The basic flaw is thus. Government debt (and the considerable quantities of base money now sloshing around as a result of QE) are ASSETS as viewed by the private sector. More particularly they are liquid assets: i.e. they are easily swapped for consumer goodies and other items. And if the private sector has what it thinks is an excessive stock of those assets, it will try to spend away those liquid assets, as a result of which demand and inflation will become excessive. So in that circumstance, government has to impose some sort of deflationary measure, like raising taxes and confiscating some of that money / liquid asset.

However, the sole purpose of that extra tax is to keep demand down  to a level where the economy can meet that demand. I.e. the purpose is NOT TO cut GDP: the purpose (and hopefully the actual effect) is simply to prevent excess inflation. Now excess inflation actually REDUCES living standards, thus ironically, the effect of the above extra tax (if excess inflation has already started) is to RAISE living standards, not to cut them. At the very least the effect of the extra tax is to prevent a fall in GDP. But you won’t find anything about that “prevent a fall” point in R&R’s works.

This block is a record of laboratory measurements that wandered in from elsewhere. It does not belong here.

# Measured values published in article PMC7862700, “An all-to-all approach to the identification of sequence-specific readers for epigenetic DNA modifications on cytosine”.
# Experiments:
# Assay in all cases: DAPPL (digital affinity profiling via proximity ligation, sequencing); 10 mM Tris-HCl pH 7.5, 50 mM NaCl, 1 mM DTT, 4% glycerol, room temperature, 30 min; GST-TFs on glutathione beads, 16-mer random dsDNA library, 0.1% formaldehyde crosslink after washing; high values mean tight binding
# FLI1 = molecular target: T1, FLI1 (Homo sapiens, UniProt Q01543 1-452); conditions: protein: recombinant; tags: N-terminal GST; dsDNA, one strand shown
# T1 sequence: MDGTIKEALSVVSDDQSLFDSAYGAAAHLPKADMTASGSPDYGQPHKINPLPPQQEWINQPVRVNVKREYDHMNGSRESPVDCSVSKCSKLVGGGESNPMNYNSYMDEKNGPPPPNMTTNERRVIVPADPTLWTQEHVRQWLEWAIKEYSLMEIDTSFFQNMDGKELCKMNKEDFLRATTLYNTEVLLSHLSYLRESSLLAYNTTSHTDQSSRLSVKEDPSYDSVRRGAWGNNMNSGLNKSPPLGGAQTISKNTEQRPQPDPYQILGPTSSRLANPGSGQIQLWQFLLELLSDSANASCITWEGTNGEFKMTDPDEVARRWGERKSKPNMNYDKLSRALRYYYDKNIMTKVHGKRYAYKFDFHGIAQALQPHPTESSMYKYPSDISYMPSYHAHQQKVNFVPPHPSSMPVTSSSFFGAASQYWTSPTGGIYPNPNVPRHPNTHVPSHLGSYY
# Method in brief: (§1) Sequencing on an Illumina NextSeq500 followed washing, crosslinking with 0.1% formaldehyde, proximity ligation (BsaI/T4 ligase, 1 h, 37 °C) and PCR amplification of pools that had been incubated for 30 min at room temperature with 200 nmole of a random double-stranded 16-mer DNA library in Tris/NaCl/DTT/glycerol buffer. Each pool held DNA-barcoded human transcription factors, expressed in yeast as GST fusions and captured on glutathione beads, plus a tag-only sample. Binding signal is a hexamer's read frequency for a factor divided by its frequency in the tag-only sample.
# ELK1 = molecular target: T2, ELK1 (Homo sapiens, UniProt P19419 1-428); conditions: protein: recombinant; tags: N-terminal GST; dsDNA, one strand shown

It’s beginning to look like we can take the phrase “financial repression” with a big pinch of salt.

R&R’s mistake there is to confuse microeconomics with macroeconomics. Paying off debts, as we all know is a painful process. Or at least it is in the case of microeconomic entities like a household: that is, the household has to earn money and far from spending that money on consumer goodies, it has to repay money to relevant creditors. In contrast, macroeconomics does not work the same way as microeconomics: one gets bizarre results like the above mentioned phenomenon of raised taxes actually INCREASING living standards.

Incidentally, the above “prevent a fall in GDP” point applies in a closed economy, but not open economies (as more astute readers may have noticed). Open economies are considered below.

Some complexities.

Having set out the basic flaw in financial repression, the real world involves a few complexities not mentioned above. So let’s consider them. But as you’ll see, those complexities do not basically dent the latter conclusion, namely that “financial repression” is largely a mirage.